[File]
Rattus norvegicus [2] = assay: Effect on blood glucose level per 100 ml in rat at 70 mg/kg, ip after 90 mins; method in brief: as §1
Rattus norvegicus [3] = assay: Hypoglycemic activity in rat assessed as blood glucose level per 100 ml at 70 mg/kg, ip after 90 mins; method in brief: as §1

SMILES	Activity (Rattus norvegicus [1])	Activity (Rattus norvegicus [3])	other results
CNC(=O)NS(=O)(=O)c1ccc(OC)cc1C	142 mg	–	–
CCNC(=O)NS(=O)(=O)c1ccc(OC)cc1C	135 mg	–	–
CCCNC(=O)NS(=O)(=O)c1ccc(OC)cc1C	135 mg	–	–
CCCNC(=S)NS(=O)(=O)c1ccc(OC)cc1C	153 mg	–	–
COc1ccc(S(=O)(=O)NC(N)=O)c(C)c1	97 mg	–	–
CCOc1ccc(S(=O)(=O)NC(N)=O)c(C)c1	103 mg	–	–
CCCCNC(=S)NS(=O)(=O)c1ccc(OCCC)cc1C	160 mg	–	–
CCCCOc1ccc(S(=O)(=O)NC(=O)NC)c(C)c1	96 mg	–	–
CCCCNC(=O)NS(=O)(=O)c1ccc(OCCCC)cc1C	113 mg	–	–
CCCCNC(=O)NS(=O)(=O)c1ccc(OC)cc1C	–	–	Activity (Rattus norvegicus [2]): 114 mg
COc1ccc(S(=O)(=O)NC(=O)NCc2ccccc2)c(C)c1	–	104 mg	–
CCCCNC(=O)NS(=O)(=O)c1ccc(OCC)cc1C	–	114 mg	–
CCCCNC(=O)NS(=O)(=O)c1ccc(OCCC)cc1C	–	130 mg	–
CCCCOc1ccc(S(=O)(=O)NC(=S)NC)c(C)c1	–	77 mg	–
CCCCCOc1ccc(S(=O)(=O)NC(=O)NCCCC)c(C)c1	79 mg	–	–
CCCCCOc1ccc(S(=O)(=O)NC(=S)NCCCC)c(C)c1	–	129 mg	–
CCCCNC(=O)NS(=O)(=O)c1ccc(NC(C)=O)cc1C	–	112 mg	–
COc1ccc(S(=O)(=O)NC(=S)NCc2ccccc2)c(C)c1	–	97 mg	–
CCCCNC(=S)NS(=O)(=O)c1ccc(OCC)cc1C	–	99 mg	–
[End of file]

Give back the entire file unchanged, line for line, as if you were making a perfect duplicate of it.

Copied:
Rattus norvegicus [2] = assay: Effect on blood glucose level per 100 ml in rat at 70 mg/kg, ip after 90 mins; method in brief: as §1
Rattus norvegicus [3] = assay: Hypoglycemic activity in rat assessed as blood glucose level per 100 ml at 70 mg/kg, ip after 90 mins; method in brief: as §1

SMILES	Activity (Rattus norvegicus [1])	Activity (Rattus norvegicus [3])	other results
CNC(=O)NS(=O)(=O)c1ccc(OC)cc1C	142 mg	–	–
CCNC(=O)NS(=O)(=O)c1ccc(OC)cc1C	135 mg	–	–
CCCNC(=O)NS(=O)(=O)c1ccc(OC)cc1C	135 mg	–	–
CCCNC(=S)NS(=O)(=O)c1ccc(OC)cc1C	153 mg	–	–
COc1ccc(S(=O)(=O)NC(N)=O)c(C)c1	97 mg	–	–
CCOc1ccc(S(=O)(=O)NC(N)=O)c(C)c1	103 mg	–	–
CCCCNC(=S)NS(=O)(=O)c1ccc(OCCC)cc1C	160 mg	–	–
CCCCOc1ccc(S(=O)(=O)NC(=O)NC)c(C)c1	96 mg	–	–
CCCCNC(=O)NS(=O)(=O)c1ccc(OCCCC)cc1C	113 mg	–	–
CCCCNC(=O)NS(=O)(=O)c1ccc(OC)cc1C	–	–	Activity (Rattus norvegicus [2]): 114 mg
COc1ccc(S(=O)(=O)NC(=O)NCc2ccccc2)c(C)c1	–	104 mg	–
CCCCNC(=O)NS(=O)(=O)c1ccc(OCC)cc1C	–	114 mg	–
CCCCNC(=O)NS(=O)(=O)c1ccc(OCCC)cc1C	–	130 mg	–
CCCCOc1ccc(S(=O)(=O)NC(=S)NC)c(C)c1	–	77 mg	–
CCCCCOc1ccc(S(=O)(=O)NC(=O)NCCCC)c(C)c1	79 mg	–	–
CCCCCOc1ccc(S(=O)(=O)NC(=S)NCCCC)c(C)c1	–	129 mg	–
CCCCNC(=O)NS(=O)(=O)c1ccc(NC(C)=O)cc1C	–	112 mg	–
COc1ccc(S(=O)(=O)NC(=S)NCc2ccccc2)c(C)c1	–	97 mg	–
CCCCNC(=S)NS(=O)(=O)c1ccc(OCC)cc1C	–	99 mg	–